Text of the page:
The implications of trader cognitive abilities on stock market properties
Manahov, Viktor; Soufian, Mona; Hudson, Robert
Dr Mona Soufian M.Soufian@hull.ac.uk
Lecturer in Finance
Professor Robert Hudson Robert.Hudson@hull.ac.uk
Professor of Finance
Market structure and individual rationality remain at the centre of a debate as to which is the main driving force in market performance. We examine the role of individual rationality, comparing zero‐intelligence traders with traders with different levels of intelligence using a special adaptive form of strongly typed genetic programming‐based learning algorithm. We use this approach with real data: historical quotes of the S&P 500 and Coca‐Cola stock prices. We find a mixture of positive and negative impacts from intelligence on market performance. Because the concept of market structure as a driving force has been significantly challenged in the literature, we suggest that the inclusion of both intelligence and market structures is important when examining the driving forces of market performance. This inclusion is consistent with the research of Todd and Gigerenzer (Journal of Economic Psychology, 24 (2003) 143–165), which asserts that both environment (market structure) and agents’ cognition play important roles.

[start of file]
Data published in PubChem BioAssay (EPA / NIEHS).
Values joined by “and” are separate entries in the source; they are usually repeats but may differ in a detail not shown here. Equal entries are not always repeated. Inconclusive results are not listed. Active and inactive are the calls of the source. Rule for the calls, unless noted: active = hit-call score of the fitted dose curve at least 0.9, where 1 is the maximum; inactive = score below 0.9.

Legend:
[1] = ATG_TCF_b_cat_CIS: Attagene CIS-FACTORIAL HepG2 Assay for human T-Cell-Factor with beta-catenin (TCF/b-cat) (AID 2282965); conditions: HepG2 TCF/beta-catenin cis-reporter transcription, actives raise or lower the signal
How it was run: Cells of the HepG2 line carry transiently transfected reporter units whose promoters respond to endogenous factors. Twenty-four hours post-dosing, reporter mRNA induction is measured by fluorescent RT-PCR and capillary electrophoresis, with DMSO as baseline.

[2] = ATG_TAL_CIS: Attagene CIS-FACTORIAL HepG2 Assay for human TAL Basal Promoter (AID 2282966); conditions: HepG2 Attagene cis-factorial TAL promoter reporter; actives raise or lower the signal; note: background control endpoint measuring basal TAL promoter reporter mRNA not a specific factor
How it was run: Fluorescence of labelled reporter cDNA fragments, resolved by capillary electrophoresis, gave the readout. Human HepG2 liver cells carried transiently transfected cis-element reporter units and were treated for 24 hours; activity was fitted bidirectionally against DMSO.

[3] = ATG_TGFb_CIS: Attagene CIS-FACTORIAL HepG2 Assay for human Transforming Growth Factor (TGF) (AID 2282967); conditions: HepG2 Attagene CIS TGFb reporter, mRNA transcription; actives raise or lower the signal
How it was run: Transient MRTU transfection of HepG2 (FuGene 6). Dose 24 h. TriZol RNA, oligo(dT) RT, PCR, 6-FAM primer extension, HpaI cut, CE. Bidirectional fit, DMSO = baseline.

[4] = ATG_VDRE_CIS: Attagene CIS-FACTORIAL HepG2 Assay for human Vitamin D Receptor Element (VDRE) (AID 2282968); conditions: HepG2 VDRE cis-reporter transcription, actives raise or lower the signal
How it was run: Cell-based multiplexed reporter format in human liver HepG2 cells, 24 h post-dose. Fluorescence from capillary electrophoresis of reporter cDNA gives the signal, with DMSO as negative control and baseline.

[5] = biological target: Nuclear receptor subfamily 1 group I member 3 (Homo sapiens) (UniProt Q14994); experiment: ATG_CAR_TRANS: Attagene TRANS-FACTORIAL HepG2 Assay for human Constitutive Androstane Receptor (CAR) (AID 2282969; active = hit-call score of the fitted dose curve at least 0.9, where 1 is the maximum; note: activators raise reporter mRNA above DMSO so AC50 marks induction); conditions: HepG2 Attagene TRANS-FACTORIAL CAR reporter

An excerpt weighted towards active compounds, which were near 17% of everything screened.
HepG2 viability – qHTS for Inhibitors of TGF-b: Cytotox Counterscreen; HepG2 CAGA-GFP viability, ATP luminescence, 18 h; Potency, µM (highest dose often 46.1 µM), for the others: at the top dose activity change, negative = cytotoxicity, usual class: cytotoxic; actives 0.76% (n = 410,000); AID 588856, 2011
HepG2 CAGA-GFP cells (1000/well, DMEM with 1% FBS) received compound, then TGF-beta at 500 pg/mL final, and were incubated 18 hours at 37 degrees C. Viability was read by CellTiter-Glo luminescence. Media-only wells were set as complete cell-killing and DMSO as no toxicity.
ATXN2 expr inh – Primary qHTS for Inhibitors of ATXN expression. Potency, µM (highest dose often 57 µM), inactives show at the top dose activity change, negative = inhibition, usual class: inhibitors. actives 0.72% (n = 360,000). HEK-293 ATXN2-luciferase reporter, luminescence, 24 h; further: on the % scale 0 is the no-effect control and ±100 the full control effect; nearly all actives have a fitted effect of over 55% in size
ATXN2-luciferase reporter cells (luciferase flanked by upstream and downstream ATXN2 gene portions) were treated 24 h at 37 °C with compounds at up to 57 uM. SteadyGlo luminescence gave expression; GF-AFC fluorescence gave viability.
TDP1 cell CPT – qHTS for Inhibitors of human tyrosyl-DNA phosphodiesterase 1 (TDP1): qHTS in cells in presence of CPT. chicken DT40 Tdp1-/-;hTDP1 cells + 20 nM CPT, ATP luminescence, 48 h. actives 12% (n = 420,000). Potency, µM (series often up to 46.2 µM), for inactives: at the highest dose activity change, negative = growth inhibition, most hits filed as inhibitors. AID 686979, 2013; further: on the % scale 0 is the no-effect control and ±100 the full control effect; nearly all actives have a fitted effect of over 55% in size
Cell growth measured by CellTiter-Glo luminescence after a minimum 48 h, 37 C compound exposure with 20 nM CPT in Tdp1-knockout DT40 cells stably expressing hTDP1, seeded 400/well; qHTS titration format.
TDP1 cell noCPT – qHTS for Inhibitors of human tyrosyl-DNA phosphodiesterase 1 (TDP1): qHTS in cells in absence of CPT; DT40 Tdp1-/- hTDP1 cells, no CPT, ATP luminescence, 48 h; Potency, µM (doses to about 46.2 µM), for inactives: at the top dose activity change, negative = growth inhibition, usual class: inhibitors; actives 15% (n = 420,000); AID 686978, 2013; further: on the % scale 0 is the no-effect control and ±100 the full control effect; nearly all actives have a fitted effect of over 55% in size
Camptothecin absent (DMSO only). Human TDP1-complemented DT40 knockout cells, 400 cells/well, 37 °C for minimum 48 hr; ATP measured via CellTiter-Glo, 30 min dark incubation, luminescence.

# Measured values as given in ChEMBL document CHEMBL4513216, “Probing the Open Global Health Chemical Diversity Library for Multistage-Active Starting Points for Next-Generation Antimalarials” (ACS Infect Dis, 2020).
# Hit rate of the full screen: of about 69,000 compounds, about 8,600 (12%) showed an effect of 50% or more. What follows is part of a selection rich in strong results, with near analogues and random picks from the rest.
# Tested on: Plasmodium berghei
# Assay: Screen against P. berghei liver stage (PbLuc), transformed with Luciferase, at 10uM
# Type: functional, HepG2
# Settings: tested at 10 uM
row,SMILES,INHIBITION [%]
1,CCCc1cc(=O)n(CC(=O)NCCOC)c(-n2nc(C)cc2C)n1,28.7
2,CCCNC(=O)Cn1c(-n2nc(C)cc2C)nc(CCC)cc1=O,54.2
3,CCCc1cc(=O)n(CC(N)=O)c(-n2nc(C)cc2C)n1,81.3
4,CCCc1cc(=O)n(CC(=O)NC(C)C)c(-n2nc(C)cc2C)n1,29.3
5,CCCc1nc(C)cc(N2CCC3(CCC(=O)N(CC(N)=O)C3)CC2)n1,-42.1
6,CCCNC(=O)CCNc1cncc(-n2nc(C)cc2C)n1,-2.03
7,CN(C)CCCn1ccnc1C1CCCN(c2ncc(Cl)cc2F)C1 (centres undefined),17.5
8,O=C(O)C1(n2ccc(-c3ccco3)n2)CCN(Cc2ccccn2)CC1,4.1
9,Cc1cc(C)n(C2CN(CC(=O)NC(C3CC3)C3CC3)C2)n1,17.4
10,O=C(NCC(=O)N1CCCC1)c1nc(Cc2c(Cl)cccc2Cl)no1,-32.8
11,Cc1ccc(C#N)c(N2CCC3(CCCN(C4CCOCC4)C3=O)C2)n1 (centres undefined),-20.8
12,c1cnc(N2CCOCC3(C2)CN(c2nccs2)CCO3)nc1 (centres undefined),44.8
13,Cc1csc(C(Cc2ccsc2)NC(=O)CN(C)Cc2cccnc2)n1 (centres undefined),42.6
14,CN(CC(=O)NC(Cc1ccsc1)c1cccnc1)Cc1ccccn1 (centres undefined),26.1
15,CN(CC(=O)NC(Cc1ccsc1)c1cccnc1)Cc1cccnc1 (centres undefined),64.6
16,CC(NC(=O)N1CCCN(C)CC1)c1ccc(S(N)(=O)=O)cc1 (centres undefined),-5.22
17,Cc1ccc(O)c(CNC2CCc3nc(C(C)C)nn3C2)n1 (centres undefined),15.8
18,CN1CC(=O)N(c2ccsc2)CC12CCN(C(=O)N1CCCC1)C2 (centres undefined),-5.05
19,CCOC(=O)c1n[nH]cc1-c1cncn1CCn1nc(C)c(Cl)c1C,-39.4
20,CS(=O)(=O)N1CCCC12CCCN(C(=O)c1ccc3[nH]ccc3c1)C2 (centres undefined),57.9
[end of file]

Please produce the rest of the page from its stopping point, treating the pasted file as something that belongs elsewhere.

|Journal Article Type||Article|
|Journal||Intelligent Systems in Accounting, Finance and Management|
|Peer Reviewed||Peer Reviewed|
|Institution Citation||Manahov, V., Soufian, M., & Hudson, R. (2014). The implications of trader cognitive abilities on stock market properties. Intelligent Systems in Accounting, Finance and Management, 21(1), 1-18. https://doi.org/10.1002/isaf.1348|
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